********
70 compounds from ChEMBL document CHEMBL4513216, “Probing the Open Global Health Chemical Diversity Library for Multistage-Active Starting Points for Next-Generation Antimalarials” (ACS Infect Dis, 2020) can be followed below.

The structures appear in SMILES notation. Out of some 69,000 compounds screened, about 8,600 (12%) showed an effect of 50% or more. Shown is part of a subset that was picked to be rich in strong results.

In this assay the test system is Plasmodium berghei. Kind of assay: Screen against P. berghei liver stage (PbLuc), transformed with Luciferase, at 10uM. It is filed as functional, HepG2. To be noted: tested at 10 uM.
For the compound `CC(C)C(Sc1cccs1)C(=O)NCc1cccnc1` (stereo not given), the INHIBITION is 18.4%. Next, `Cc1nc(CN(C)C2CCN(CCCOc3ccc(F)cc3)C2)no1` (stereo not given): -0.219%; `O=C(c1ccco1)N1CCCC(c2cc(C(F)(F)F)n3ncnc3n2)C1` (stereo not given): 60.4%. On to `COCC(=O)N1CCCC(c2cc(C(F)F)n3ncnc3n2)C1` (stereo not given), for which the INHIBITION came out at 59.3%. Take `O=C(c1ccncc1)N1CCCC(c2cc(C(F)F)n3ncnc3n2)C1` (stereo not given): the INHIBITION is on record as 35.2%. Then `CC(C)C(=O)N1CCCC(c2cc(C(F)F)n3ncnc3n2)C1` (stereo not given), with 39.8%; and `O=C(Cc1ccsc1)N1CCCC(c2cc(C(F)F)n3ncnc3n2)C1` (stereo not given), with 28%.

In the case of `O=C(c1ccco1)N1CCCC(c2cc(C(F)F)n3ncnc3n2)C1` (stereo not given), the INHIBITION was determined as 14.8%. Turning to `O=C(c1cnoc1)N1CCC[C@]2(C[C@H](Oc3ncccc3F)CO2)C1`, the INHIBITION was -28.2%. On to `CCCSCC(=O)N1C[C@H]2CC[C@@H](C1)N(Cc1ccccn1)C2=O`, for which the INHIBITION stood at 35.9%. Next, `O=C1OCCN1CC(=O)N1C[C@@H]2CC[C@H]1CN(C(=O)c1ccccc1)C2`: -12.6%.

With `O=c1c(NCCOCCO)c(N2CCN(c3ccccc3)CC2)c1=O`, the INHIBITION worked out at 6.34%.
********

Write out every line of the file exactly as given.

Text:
70 compounds from ChEMBL document CHEMBL4513216, “Probing the Open Global Health Chemical Diversity Library for Multistage-Active Starting Points for Next-Generation Antimalarials” (ACS Infect Dis, 2020) can be followed below.

The structures appear in SMILES notation. Out of some 69,000 compounds screened, about 8,600 (12%) showed an effect of 50% or more. Shown is part of a subset that was picked to be rich in strong results.

In this assay the test system is Plasmodium berghei. Kind of assay: Screen against P. berghei liver stage (PbLuc), transformed with Luciferase, at 10uM. It is filed as functional, HepG2. To be noted: tested at 10 uM.
For the compound `CC(C)C(Sc1cccs1)C(=O)NCc1cccnc1` (stereo not given), the INHIBITION is 18.4%. Next, `Cc1nc(CN(C)C2CCN(CCCOc3ccc(F)cc3)C2)no1` (stereo not given): -0.219%; `O=C(c1ccco1)N1CCCC(c2cc(C(F)(F)F)n3ncnc3n2)C1` (stereo not given): 60.4%. On to `COCC(=O)N1CCCC(c2cc(C(F)F)n3ncnc3n2)C1` (stereo not given), for which the INHIBITION came out at 59.3%. Take `O=C(c1ccncc1)N1CCCC(c2cc(C(F)F)n3ncnc3n2)C1` (stereo not given): the INHIBITION is on record as 35.2%. Then `CC(C)C(=O)N1CCCC(c2cc(C(F)F)n3ncnc3n2)C1` (stereo not given), with 39.8%; and `O=C(Cc1ccsc1)N1CCCC(c2cc(C(F)F)n3ncnc3n2)C1` (stereo not given), with 28%.

In the case of `O=C(c1ccco1)N1CCCC(c2cc(C(F)F)n3ncnc3n2)C1` (stereo not given), the INHIBITION was determined as 14.8%. Turning to `O=C(c1cnoc1)N1CCC[C@]2(C[C@H](Oc3ncccc3F)CO2)C1`, the INHIBITION was -28.2%. On to `CCCSCC(=O)N1C[C@H]2CC[C@@H](C1)N(Cc1ccccn1)C2=O`, for which the INHIBITION stood at 35.9%. Next, `O=C1OCCN1CC(=O)N1C[C@@H]2CC[C@H]1CN(C(=O)c1ccccc1)C2`: -12.6%.

With `O=c1c(NCCOCCO)c(N2CCN(c3ccccc3)CC2)c1=O`, the INHIBITION worked out at 6.34%.